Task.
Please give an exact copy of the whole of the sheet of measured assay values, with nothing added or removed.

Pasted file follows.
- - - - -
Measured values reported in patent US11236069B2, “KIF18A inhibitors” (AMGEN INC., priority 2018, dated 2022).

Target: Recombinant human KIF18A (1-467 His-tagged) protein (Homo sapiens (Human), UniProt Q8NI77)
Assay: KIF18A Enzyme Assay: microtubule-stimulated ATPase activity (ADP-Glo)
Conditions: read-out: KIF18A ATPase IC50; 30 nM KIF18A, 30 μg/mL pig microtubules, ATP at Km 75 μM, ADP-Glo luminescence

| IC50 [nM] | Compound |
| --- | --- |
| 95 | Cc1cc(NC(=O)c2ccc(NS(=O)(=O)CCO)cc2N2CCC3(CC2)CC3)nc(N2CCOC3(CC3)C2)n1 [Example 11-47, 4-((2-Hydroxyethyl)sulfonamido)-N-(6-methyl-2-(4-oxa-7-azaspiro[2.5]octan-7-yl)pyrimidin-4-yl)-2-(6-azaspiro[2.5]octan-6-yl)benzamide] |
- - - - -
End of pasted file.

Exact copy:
Measured values reported in patent US11236069B2, “KIF18A inhibitors” (AMGEN INC., priority 2018, dated 2022).

Target: Recombinant human KIF18A (1-467 His-tagged) protein (Homo sapiens (Human), UniProt Q8NI77)
Assay: KIF18A Enzyme Assay: microtubule-stimulated ATPase activity (ADP-Glo)
Conditions: read-out: KIF18A ATPase IC50; 30 nM KIF18A, 30 μg/mL pig microtubules, ATP at Km 75 μM, ADP-Glo luminescence

| IC50 [nM] | Compound |
| --- | --- |
| 95 | Cc1cc(NC(=O)c2ccc(NS(=O)(=O)CCO)cc2N2CCC3(CC2)CC3)nc(N2CCOC3(CC3)C2)n1 [Example 11-47, 4-((2-Hydroxyethyl)sulfonamido)-N-(6-methyl-2-(4-oxa-7-azaspiro[2.5]octan-7-yl)pyrimidin-4-yl)-2-(6-azaspiro[2.5]octan-6-yl)benzamide] |